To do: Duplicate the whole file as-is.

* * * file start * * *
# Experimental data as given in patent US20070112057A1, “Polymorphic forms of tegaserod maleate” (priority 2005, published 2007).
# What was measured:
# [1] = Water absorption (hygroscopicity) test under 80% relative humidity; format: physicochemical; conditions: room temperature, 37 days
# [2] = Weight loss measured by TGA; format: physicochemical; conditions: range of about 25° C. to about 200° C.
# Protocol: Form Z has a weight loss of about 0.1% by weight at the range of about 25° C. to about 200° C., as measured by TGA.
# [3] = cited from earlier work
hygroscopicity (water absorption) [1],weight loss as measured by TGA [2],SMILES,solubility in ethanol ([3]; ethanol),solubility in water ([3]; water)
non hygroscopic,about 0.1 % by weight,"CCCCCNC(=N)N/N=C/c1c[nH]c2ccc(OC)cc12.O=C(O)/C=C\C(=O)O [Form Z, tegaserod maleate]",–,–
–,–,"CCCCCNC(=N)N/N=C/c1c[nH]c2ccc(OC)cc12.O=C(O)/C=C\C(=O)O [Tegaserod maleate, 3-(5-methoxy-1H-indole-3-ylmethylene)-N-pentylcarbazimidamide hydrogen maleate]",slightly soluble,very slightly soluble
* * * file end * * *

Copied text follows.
# Experimental data as given in patent US20070112057A1, “Polymorphic forms of tegaserod maleate” (priority 2005, published 2007).
# What was measured:
# [1] = Water absorption (hygroscopicity) test under 80% relative humidity; format: physicochemical; conditions: room temperature, 37 days
# [2] = Weight loss measured by TGA; format: physicochemical; conditions: range of about 25° C. to about 200° C.
# Protocol: Form Z has a weight loss of about 0.1% by weight at the range of about 25° C. to about 200° C., as measured by TGA.
# [3] = cited from earlier work
hygroscopicity (water absorption) [1],weight loss as measured by TGA [2],SMILES,solubility in ethanol ([3]; ethanol),solubility in water ([3]; water)
non hygroscopic,about 0.1 % by weight,"CCCCCNC(=N)N/N=C/c1c[nH]c2ccc(OC)cc12.O=C(O)/C=C\C(=O)O [Form Z, tegaserod maleate]",–,–
–,–,"CCCCCNC(=N)N/N=C/c1c[nH]c2ccc(OC)cc12.O=C(O)/C=C\C(=O)O [Tegaserod maleate, 3-(5-methoxy-1H-indole-3-ylmethylene)-N-pentylcarbazimidamide hydrogen maleate]",slightly soluble,very slightly soluble